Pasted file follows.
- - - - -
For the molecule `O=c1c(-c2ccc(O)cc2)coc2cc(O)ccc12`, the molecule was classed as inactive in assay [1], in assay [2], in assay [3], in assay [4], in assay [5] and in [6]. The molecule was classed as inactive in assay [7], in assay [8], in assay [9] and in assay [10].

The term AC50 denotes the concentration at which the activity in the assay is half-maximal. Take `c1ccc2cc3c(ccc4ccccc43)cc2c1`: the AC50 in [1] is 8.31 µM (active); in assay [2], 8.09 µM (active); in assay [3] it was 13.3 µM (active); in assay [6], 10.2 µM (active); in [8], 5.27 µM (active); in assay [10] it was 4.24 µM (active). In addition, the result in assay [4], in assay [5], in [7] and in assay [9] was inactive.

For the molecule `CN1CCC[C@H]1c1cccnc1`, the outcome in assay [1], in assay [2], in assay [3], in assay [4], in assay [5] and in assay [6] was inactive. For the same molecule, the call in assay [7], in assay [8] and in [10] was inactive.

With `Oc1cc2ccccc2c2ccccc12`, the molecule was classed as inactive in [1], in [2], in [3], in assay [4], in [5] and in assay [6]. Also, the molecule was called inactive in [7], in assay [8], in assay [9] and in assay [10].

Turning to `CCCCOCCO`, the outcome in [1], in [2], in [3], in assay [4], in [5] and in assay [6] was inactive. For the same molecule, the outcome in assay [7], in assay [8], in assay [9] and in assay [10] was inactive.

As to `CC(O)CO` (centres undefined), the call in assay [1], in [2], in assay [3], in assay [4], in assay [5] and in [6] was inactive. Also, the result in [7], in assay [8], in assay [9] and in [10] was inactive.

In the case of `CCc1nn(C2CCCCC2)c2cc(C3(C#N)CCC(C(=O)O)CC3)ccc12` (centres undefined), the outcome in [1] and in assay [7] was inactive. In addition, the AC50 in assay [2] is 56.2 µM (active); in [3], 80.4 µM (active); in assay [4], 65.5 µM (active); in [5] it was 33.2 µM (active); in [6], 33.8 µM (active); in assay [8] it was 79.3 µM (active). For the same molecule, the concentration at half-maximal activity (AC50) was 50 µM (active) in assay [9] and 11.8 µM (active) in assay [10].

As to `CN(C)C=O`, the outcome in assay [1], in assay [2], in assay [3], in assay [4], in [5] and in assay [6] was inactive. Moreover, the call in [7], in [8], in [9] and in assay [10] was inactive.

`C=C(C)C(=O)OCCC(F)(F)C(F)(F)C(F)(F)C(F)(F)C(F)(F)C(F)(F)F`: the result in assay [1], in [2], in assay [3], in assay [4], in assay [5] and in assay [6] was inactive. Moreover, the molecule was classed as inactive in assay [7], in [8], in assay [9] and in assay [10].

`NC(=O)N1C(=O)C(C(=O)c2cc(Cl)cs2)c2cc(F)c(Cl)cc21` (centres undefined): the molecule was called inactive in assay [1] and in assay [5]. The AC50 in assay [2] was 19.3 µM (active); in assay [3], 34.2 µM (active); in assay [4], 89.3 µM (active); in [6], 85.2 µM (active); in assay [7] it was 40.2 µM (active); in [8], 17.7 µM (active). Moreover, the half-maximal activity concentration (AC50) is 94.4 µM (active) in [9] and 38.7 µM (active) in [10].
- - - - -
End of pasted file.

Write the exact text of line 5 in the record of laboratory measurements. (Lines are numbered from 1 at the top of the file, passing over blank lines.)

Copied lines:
Turning to `CCCCOCCO`, the outcome in [1], in [2], in [3], in assay [4], in [5] and in assay [6] was inactive. For the same molecule, the outcome in assay [7], in assay [8], in assay [9] and in assay [10] was inactive.